Leslie Park Golf Course Review
Leslie Park Golf Course
Ann Arbor, Michigan
Teacher’s Comments: A good course.
2007 Update: I’ve been told by several people that course conditions at Leslie Park are now very bad. One said that he won’t go back. A result of budget cutbacks in Ann Arbor?
2013 Update: The latest news is that conditions have markedly improved. I’ll have to visit soon to confirm
2017 Update: The city of Ann Arbor apparently has invested significant funds in the course. Word on the street is that it is now a premier golf experience.
2022 Update: I finally returned to Leslie Park and found that — as rumored — it is now a top rate course in every sense.
Leslie Park is one of two municipal courses in Ann Arbor—and it is by far the better of the two (although the other, Huron Hills, has its charms).
Playing at 6591 yards from the back tees, and with a rating/slope of 71.9/127, Leslie Park has the firepower to challenge better golfers. And yet, bogey golfers need not fear: the course plays nearly 800 yards shorter from the whites.
Like many of the courses in Michigan, the two nines have distinctly different characters. Most of the holes on the front nine are hilly, with either elevated tees or greens, or both.
One particularly memorable hole there is the par 4 fifth. This 407 yarder plays like a roller coaster ride. From the tee, the fairway slopes slightly down and then back up to a crest about 200 yards out. At that point, it takes a steep dive down into a ravine and then back up again to the green. From the ravine bottom, it’s about 120 to the green.
I like the choice the hole offers you: lay up to the first crest, or drive it down the hill and hope to get a flat lie.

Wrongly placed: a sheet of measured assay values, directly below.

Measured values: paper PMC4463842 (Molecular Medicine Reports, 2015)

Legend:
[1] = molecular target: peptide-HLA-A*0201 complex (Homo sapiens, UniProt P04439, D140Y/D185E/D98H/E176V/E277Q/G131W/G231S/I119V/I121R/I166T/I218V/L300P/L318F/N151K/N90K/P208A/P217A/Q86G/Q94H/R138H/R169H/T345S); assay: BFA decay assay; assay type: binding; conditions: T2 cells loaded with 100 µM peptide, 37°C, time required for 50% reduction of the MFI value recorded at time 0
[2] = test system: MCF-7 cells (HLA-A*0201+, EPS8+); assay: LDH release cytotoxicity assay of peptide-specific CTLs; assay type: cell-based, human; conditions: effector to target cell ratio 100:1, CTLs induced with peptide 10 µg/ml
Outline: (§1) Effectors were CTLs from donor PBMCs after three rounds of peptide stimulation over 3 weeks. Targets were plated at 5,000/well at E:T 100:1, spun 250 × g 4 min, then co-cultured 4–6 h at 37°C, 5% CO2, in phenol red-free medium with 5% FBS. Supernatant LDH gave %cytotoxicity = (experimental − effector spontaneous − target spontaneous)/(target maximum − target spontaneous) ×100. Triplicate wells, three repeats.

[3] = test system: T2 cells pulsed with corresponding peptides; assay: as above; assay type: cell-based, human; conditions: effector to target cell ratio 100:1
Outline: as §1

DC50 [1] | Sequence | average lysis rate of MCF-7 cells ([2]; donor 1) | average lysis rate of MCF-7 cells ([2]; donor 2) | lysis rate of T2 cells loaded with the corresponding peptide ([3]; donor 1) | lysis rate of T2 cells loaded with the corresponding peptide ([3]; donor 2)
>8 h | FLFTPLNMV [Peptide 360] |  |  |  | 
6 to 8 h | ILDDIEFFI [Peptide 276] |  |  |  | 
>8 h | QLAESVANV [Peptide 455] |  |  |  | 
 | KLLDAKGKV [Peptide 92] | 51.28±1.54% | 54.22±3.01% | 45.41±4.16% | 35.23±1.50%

The back nine, on the other hand, is relatively flat. Elevation changes come into play on just three holes—and those are not significant.
On the back side, my favorite hole is the par 3 seventeenth. It’s a 150 yard shot across a pond to a green nestled against a hillside. The tee box is right next to a barn, which adds some charm to the whole scene.
A word about the walkabilty of this course is in order. Holes 1-3 are very easy to navigate. The remainder of the holes on the front nine are hilly—and the slopes sometimes are very steep. The back nine is all very walkable … with one exception. The walk between the thirteenth and fourteenth is absolutely brutal. It’s short—perhaps only a hundred yards or so—but it’s got to be an eighty degree slope. I am surprised that they don’t have a defibulator machine standing by at mid slope.
Course conditions on the day I visited were just ok. The fairways were filled in but somewhat dry and weedy. There were occasional brown spots on the greens, and the tee boxes needed some work. None of this, however affected my play.
A big plus was the sand in the traps (I spent way too much time there). It was white and fluffy—the kind of sand that you find at resort courses, not a municipal.
A downside: there are no practice facilities here. So make sure you’re warmed up before you arrive. The pro shop is also quite sparse, so make sure you are well stocked.
The staff at Leslie Park is quite friendly. I arrived as a single, and the lady at the counter went to some lengths to get me hooked up with a guy whom she knew was friendly and willing to play with strangers. When I lost a ball, the guy mowing the fairway stopped and helped me look. Unfortunately, I didn’t find the ball. Later, we crossed paths again, and he tossed me a ball. He had found it and saved it for me.
The Leslie Park Golf Course Review was first published August 31, 2006.
More photos of Leslie Park follow: